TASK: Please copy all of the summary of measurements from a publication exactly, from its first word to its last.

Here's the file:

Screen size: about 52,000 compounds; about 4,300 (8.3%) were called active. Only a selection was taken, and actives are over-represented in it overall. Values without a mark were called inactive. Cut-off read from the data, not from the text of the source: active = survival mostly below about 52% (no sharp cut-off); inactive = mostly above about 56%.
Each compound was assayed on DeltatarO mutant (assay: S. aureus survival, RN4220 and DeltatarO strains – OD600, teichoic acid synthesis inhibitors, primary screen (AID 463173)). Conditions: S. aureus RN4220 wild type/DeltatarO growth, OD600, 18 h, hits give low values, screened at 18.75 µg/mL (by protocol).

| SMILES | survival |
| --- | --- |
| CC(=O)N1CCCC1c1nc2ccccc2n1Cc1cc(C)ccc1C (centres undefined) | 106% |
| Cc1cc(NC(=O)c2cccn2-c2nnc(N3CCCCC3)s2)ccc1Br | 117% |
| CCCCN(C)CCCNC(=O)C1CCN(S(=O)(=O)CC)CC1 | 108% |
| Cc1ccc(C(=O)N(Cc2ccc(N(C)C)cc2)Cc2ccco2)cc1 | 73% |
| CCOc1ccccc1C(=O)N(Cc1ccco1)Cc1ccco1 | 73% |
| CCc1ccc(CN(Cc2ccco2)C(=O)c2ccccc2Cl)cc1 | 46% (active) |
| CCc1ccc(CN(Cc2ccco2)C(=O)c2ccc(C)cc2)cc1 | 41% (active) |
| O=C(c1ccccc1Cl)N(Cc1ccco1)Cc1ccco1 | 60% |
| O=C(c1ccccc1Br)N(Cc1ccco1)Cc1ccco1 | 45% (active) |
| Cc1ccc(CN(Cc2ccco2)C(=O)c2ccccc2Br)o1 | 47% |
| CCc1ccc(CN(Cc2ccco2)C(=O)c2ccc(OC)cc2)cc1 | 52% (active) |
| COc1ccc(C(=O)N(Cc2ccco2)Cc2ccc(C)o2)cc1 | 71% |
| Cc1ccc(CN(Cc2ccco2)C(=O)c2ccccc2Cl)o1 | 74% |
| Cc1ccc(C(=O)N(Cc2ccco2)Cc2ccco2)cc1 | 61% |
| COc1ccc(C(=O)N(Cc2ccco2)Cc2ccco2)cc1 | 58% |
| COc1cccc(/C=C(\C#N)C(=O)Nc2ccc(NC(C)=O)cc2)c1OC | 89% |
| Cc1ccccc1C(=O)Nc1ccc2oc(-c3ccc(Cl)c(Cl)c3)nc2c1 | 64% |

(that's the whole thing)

Screen size: about 52,000 compounds; about 4,300 (8.3%) were called active. Only a selection was taken, and actives are over-represented in it overall. Values without a mark were called inactive. Cut-off read from the data, not from the text of the source: active = survival mostly below about 52% (no sharp cut-off); inactive = mostly above about 56%.
Each compound was assayed on DeltatarO mutant (assay: S. aureus survival, RN4220 and DeltatarO strains – OD600, teichoic acid synthesis inhibitors, primary screen (AID 463173)). Conditions: S. aureus RN4220 wild type/DeltatarO growth, OD600, 18 h, hits give low values, screened at 18.75 µg/mL (by protocol).

| SMILES | survival |
| --- | --- |
| CC(=O)N1CCCC1c1nc2ccccc2n1Cc1cc(C)ccc1C (centres undefined) | 106% |
| Cc1cc(NC(=O)c2cccn2-c2nnc(N3CCCCC3)s2)ccc1Br | 117% |
| CCCCN(C)CCCNC(=O)C1CCN(S(=O)(=O)CC)CC1 | 108% |
| Cc1ccc(C(=O)N(Cc2ccc(N(C)C)cc2)Cc2ccco2)cc1 | 73% |
| CCOc1ccccc1C(=O)N(Cc1ccco1)Cc1ccco1 | 73% |
| CCc1ccc(CN(Cc2ccco2)C(=O)c2ccccc2Cl)cc1 | 46% (active) |
| CCc1ccc(CN(Cc2ccco2)C(=O)c2ccc(C)cc2)cc1 | 41% (active) |
| O=C(c1ccccc1Cl)N(Cc1ccco1)Cc1ccco1 | 60% |
| O=C(c1ccccc1Br)N(Cc1ccco1)Cc1ccco1 | 45% (active) |
| Cc1ccc(CN(Cc2ccco2)C(=O)c2ccccc2Br)o1 | 47% |
| CCc1ccc(CN(Cc2ccco2)C(=O)c2ccc(OC)cc2)cc1 | 52% (active) |
| COc1ccc(C(=O)N(Cc2ccco2)Cc2ccc(C)o2)cc1 | 71% |
| Cc1ccc(CN(Cc2ccco2)C(=O)c2ccccc2Cl)o1 | 74% |
| Cc1ccc(C(=O)N(Cc2ccco2)Cc2ccco2)cc1 | 61% |
| COc1ccc(C(=O)N(Cc2ccco2)Cc2ccco2)cc1 | 58% |
| COc1cccc(/C=C(\C#N)C(=O)Nc2ccc(NC(C)=O)cc2)c1OC | 89% |
| Cc1ccccc1C(=O)Nc1ccc2oc(-c3ccc(Cl)c(Cl)c3)nc2c1 | 64% |